It starts so well. ‘They had made a movie about us’. The passivity, the casual glamour, the vague and menacing distrust, the clipped, blank tone: all these are instantly familiar from Bret Easton Ellis’ stunning debut ‘Less Than Zero’. It’s a shame, then, that this sequel, written and staged 25 years after the original, soon falls flat.

Before ‘American Psycho’ established Ellis as a best-seller and agent provocateur in chief, he had made his name with ‘Less Than Zero’, rightly praised as ‘the Catcher in the Rye of the MTV generation’. He shocked readers with his portrayal of the hollowness at the heart of a society in thrall to the superficial. The novel’s narrator, a student called Clay, returns home to Los Angeles for Christmas and gradually finds himself caught up again in a world of dead-eyed privilege, populated by teenagers who, with nothing much to gain or to lose, cruise from event to event searching indiscriminately for drugs or sex. A lethal ennui suffocates the city; little is said, done, or felt.

The pattern repeats itself in ‘Imperial Bedrooms’. Clay, now a successful screenwriter, has flown into Los Angeles from New York to help cast his latest film. Familiar faces dot the party circuit. The descent begins once more. ‘Less Than Zero’ felt like a roving documentary – or, in fact, more like a reality TV show, a chilling forerunner of The Hills (which Clay does actually watch 25 years later). Ellis makes a more concerted effort to shape the narrative of the sequel. As an epigraph from Raymond Chandler hints, the plot is ostensibly a thriller. Early on Clay describes the brutal murder of his friend Julian – a murder Clay is somehow implicated in. The novel loosely sets out to reveal who killed Julian, and why. The reader is soon conscious, however, that an atmosphere of noir paranoia is one of the few devices capable of giving the narrator’s life any sense of direction or linearity. The detail is negligible. In ‘Less Than Zero’ this didn’t matter: the blurred void at the centre of Clay’s life was precisely the point. Here, however, the story struggles under the conceit. It never repays the attention required, as the most satisfying thrillers do.

Fans of Ellis – myself included – might say that the notoriously subversive author is playing with the expectations of genre: the pornographic emptiness of modern life offers no real climax. In truth, it reads more like laziness. The tension of the novel surrounds Rain Turner, an aspiring actress who is sleeping with Clay in the hope of a role in his film. It turns out Rain has been sleeping with almost everyone, and some of Clay’s friends, people who have never encountered a limit in their lives, have taken drastic action. There is manipulation in Hollywood, and privilege can create a vicious narcissism. No reader should be particularly surprised. It’s a far less interesting premise than the listless anomie and casual amorality which made ‘Less Than Zero’ such a powerful assault on convention. In ‘Imperial Bedrooms’ people seek favours from those in power, who in turn abuse their status. If anything, this world is simpler and more obviously codified than that inhabited by the teenagers of ‘Less Than Zero’.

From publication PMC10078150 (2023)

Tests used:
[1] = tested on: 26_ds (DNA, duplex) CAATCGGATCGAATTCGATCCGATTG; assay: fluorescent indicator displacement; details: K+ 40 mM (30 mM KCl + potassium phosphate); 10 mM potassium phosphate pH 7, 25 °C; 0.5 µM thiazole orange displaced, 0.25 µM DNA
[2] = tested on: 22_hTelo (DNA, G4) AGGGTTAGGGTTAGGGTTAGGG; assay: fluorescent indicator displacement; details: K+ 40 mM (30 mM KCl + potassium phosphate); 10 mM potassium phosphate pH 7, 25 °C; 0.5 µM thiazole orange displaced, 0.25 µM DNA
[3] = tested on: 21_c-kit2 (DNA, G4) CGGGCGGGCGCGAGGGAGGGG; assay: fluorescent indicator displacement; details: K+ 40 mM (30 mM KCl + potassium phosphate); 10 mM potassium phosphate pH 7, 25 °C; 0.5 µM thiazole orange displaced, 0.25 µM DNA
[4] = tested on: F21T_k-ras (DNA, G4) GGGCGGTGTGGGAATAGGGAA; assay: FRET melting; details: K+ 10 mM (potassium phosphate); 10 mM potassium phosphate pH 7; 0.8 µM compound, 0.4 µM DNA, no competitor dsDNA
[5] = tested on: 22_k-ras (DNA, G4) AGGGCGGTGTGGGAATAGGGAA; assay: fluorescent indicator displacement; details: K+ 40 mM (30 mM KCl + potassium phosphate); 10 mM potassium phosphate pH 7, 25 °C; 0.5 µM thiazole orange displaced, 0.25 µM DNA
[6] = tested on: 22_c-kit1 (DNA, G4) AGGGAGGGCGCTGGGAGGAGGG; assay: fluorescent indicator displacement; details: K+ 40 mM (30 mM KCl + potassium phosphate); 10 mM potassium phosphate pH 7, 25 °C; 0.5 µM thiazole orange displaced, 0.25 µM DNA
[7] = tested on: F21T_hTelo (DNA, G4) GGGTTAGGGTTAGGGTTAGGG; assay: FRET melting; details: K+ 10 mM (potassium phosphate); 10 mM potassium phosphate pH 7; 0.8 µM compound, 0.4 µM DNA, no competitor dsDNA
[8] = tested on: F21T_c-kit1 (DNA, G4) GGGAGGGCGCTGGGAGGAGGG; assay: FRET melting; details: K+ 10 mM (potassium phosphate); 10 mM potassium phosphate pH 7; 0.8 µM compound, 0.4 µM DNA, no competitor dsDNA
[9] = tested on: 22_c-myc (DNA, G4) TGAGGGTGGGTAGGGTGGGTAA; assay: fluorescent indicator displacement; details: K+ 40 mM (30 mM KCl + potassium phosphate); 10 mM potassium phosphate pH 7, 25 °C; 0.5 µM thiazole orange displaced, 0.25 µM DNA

Bret Easton Ellis has shot himself in the foot. If these themes seem tired, it is because he has spent his career telling this story so well. This sequel can’t help, then, but feel gratuitous. ‘Less Than Zero’ needed to be written; Imperial Bedrooms has none of that urgency. We understand the corrosive effects of a society based on manufactured beauty, fame, and wealth. In this novel, Ellis does little more than repeat the point.

That’s not to say ‘Imperial Bedrooms’ is a bad book. It falls well below the author’s high standards but it remains enjoyable. His distinctive minimalist style is still compelling. Clay’s voice is both sinister and naive, a numb tone which infiltrates the reader’s thoughts. At his most incisive few can match Ellis’ ability to skewer modern life. 25 years later, communication is no less stilted or unproductive. Iphones have not changed the fact that the characters are fundamentally egocentric. Text messaging is just another way to stalk, baulk, or simply misread others. The way Clay’s thought is permeated by the language of cinema is another flash of inspiration. Views pan out, people act roles, scenes fade and dissolve. This is not so much the habit of a professional screenwriter as the conditioning of saturation media. There is always a cold distance between act and observation. Perhaps this is why Clay can describe Julian’s murder in such clinical detail, quoting newspaper reports and describing how his Tom Ford suit made the corpse look like a flag. Ellis also has a wonderful eye for description. A brilliantly surreal passage describes the nightmarish face-lift of Clay’s dealer, Rip. In his tranquillised present tense Clay concludes, ‘It’s almost defiantly grotesque’.

The same could well be said for this novel. Bret Easton Ellis appears, for once, to be trying too hard. In an offering to the cult of American Psycho several scenes of degradation attempt to hammer the author’s moral home, but the latent violence of ‘Less Than Zero’, coursing below the surface, was far more effective. The book is stagnant and self-indulgent, revisiting previous characters but adding nothing of value. It is a literary facelift, altering the appearance but not the content. The author has spent his career puncturing the myth of a society obsessed by surfaces, but here he seems to have been consumed by it. This is by-the-numbers Bret Easton Ellis.